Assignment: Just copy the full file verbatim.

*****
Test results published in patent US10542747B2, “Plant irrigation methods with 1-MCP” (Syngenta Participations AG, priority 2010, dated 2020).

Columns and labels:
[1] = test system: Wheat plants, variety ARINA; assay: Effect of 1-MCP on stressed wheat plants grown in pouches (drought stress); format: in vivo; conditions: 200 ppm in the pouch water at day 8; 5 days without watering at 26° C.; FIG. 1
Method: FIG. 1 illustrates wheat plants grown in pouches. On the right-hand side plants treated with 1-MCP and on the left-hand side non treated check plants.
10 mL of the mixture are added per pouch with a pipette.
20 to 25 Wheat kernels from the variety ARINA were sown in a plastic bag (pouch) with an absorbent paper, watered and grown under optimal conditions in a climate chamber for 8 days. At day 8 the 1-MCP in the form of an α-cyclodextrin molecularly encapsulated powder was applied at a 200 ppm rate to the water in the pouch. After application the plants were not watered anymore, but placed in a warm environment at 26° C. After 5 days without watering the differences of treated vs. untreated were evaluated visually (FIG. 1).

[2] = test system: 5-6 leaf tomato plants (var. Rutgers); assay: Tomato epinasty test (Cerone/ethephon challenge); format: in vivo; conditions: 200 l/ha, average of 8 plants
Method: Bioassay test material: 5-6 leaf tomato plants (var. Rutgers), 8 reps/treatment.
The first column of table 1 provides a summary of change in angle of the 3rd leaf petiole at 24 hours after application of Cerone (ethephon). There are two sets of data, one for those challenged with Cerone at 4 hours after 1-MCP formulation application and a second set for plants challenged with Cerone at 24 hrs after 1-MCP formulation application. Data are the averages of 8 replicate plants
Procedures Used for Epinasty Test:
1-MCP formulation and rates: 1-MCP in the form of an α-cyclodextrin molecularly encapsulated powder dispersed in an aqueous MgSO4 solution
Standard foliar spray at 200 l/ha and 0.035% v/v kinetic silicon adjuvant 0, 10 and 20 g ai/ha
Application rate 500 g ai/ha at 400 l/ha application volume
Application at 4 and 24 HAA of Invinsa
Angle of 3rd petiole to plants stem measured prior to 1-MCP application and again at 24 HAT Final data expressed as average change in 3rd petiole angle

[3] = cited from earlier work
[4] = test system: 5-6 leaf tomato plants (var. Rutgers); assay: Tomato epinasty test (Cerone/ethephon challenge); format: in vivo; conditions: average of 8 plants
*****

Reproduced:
Test results published in patent US10542747B2, “Plant irrigation methods with 1-MCP” (Syngenta Participations AG, priority 2010, dated 2020).

Columns and labels:
[1] = test system: Wheat plants, variety ARINA; assay: Effect of 1-MCP on stressed wheat plants grown in pouches (drought stress); format: in vivo; conditions: 200 ppm in the pouch water at day 8; 5 days without watering at 26° C.; FIG. 1
Method: FIG. 1 illustrates wheat plants grown in pouches. On the right-hand side plants treated with 1-MCP and on the left-hand side non treated check plants.
10 mL of the mixture are added per pouch with a pipette.
20 to 25 Wheat kernels from the variety ARINA were sown in a plastic bag (pouch) with an absorbent paper, watered and grown under optimal conditions in a climate chamber for 8 days. At day 8 the 1-MCP in the form of an α-cyclodextrin molecularly encapsulated powder was applied at a 200 ppm rate to the water in the pouch. After application the plants were not watered anymore, but placed in a warm environment at 26° C. After 5 days without watering the differences of treated vs. untreated were evaluated visually (FIG. 1).

[2] = test system: 5-6 leaf tomato plants (var. Rutgers); assay: Tomato epinasty test (Cerone/ethephon challenge); format: in vivo; conditions: 200 l/ha, average of 8 plants
Method: Bioassay test material: 5-6 leaf tomato plants (var. Rutgers), 8 reps/treatment.
The first column of table 1 provides a summary of change in angle of the 3rd leaf petiole at 24 hours after application of Cerone (ethephon). There are two sets of data, one for those challenged with Cerone at 4 hours after 1-MCP formulation application and a second set for plants challenged with Cerone at 24 hrs after 1-MCP formulation application. Data are the averages of 8 replicate plants
Procedures Used for Epinasty Test:
1-MCP formulation and rates: 1-MCP in the form of an α-cyclodextrin molecularly encapsulated powder dispersed in an aqueous MgSO4 solution
Standard foliar spray at 200 l/ha and 0.035% v/v kinetic silicon adjuvant 0, 10 and 20 g ai/ha
Application rate 500 g ai/ha at 400 l/ha application volume
Application at 4 and 24 HAA of Invinsa
Angle of 3rd petiole to plants stem measured prior to 1-MCP application and again at 24 HAT Final data expressed as average change in 3rd petiole angle

[3] = cited from earlier work
[4] = test system: 5-6 leaf tomato plants (var. Rutgers); assay: Tomato epinasty test (Cerone/ethephon challenge); format: in vivo; conditions: average of 8 plants